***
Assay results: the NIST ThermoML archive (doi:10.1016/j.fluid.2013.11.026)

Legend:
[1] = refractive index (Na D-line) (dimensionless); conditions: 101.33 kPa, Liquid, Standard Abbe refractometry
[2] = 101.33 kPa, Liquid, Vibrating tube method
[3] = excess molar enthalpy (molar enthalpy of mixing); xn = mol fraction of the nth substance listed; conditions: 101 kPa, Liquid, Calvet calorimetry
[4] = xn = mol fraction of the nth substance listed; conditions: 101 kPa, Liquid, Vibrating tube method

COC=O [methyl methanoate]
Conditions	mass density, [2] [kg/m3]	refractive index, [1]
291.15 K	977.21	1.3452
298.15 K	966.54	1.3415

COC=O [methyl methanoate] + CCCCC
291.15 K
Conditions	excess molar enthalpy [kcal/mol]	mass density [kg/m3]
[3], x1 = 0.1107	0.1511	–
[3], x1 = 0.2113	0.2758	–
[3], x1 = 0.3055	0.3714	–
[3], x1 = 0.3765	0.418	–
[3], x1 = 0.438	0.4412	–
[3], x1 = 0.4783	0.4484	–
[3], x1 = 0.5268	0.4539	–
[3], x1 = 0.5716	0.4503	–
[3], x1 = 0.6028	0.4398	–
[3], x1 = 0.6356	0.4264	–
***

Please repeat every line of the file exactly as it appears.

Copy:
Assay results: the NIST ThermoML archive (doi:10.1016/j.fluid.2013.11.026)

Legend:
[1] = refractive index (Na D-line) (dimensionless); conditions: 101.33 kPa, Liquid, Standard Abbe refractometry
[2] = 101.33 kPa, Liquid, Vibrating tube method
[3] = excess molar enthalpy (molar enthalpy of mixing); xn = mol fraction of the nth substance listed; conditions: 101 kPa, Liquid, Calvet calorimetry
[4] = xn = mol fraction of the nth substance listed; conditions: 101 kPa, Liquid, Vibrating tube method

COC=O [methyl methanoate]
Conditions	mass density, [2] [kg/m3]	refractive index, [1]
291.15 K	977.21	1.3452
298.15 K	966.54	1.3415

COC=O [methyl methanoate] + CCCCC
291.15 K
Conditions	excess molar enthalpy [kcal/mol]	mass density [kg/m3]
[3], x1 = 0.1107	0.1511	–
[3], x1 = 0.2113	0.2758	–
[3], x1 = 0.3055	0.3714	–
[3], x1 = 0.3765	0.418	–
[3], x1 = 0.438	0.4412	–
[3], x1 = 0.4783	0.4484	–
[3], x1 = 0.5268	0.4539	–
[3], x1 = 0.5716	0.4503	–
[3], x1 = 0.6028	0.4398	–
[3], x1 = 0.6356	0.4264	–